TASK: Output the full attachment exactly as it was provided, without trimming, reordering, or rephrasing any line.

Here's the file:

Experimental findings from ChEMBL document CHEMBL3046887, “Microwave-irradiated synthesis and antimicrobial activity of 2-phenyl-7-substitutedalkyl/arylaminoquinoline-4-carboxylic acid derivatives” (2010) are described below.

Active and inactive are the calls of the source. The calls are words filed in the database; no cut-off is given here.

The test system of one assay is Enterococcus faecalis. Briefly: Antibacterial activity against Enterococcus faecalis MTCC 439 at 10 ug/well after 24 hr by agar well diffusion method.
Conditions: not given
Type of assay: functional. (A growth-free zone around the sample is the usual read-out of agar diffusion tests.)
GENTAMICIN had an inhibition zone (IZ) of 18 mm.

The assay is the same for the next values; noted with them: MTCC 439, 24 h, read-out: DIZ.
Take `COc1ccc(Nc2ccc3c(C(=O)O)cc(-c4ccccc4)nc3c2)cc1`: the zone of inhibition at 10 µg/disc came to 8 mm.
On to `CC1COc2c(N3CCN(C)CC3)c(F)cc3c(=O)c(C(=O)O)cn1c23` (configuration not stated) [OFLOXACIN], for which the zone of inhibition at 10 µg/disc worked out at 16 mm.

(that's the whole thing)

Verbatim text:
Experimental findings from ChEMBL document CHEMBL3046887, “Microwave-irradiated synthesis and antimicrobial activity of 2-phenyl-7-substitutedalkyl/arylaminoquinoline-4-carboxylic acid derivatives” (2010) are described below.

Active and inactive are the calls of the source. The calls are words filed in the database; no cut-off is given here.

The test system of one assay is Enterococcus faecalis. Briefly: Antibacterial activity against Enterococcus faecalis MTCC 439 at 10 ug/well after 24 hr by agar well diffusion method.
Conditions: not given
Type of assay: functional. (A growth-free zone around the sample is the usual read-out of agar diffusion tests.)
GENTAMICIN had an inhibition zone (IZ) of 18 mm.

The assay is the same for the next values; noted with them: MTCC 439, 24 h, read-out: DIZ.
Take `COc1ccc(Nc2ccc3c(C(=O)O)cc(-c4ccccc4)nc3c2)cc1`: the zone of inhibition at 10 µg/disc came to 8 mm.
On to `CC1COc2c(N3CCN(C)CC3)c(F)cc3c(=O)c(C(=O)O)cn1c23` (configuration not stated) [OFLOXACIN], for which the zone of inhibition at 10 µg/disc worked out at 16 mm.